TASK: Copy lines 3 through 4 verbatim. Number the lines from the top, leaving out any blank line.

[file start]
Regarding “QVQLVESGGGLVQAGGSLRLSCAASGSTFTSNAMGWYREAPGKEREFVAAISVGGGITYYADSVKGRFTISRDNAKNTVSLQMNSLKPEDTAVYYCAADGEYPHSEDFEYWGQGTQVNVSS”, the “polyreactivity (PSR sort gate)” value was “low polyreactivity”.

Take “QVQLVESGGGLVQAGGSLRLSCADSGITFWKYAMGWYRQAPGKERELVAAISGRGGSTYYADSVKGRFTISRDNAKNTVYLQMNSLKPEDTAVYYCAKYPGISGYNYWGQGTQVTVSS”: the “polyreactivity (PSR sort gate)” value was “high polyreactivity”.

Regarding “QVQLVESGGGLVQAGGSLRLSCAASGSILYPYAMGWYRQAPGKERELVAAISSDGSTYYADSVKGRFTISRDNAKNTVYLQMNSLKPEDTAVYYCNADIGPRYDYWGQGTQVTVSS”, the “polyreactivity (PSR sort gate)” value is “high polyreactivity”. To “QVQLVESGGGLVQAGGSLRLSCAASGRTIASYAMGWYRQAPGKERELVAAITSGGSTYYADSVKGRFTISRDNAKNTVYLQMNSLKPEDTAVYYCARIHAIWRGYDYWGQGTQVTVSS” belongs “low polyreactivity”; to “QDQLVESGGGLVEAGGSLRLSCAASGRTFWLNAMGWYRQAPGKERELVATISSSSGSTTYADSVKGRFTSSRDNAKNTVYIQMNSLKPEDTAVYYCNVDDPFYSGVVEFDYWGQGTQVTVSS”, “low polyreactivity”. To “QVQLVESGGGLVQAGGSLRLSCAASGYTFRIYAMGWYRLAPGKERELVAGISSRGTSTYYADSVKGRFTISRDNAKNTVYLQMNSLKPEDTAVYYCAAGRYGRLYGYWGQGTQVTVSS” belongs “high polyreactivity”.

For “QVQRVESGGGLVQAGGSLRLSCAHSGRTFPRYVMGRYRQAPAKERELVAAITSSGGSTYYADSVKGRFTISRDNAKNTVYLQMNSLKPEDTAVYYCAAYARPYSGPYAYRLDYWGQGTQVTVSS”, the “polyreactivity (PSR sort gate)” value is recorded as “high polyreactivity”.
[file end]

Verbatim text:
Regarding “QVQLVESGGGLVQAGGSLRLSCAASGSILYPYAMGWYRQAPGKERELVAAISSDGSTYYADSVKGRFTISRDNAKNTVYLQMNSLKPEDTAVYYCNADIGPRYDYWGQGTQVTVSS”, the “polyreactivity (PSR sort gate)” value is “high polyreactivity”. To “QVQLVESGGGLVQAGGSLRLSCAASGRTIASYAMGWYRQAPGKERELVAAITSGGSTYYADSVKGRFTISRDNAKNTVYLQMNSLKPEDTAVYYCARIHAIWRGYDYWGQGTQVTVSS” belongs “low polyreactivity”; to “QDQLVESGGGLVEAGGSLRLSCAASGRTFWLNAMGWYRQAPGKERELVATISSSSGSTTYADSVKGRFTSSRDNAKNTVYIQMNSLKPEDTAVYYCNVDDPFYSGVVEFDYWGQGTQVTVSS”, “low polyreactivity”. To “QVQLVESGGGLVQAGGSLRLSCAASGYTFRIYAMGWYRLAPGKERELVAGISSRGTSTYYADSVKGRFTISRDNAKNTVYLQMNSLKPEDTAVYYCAAGRYGRLYGYWGQGTQVTVSS” belongs “high polyreactivity”.

For “QVQRVESGGGLVQAGGSLRLSCAHSGRTFPRYVMGRYRQAPAKERELVAAITSSGGSTYYADSVKGRFTISRDNAKNTVYLQMNSLKPEDTAVYYCAAYARPYSGPYAYRLDYWGQGTQVTVSS”, the “polyreactivity (PSR sort gate)” value is recorded as “high polyreactivity”.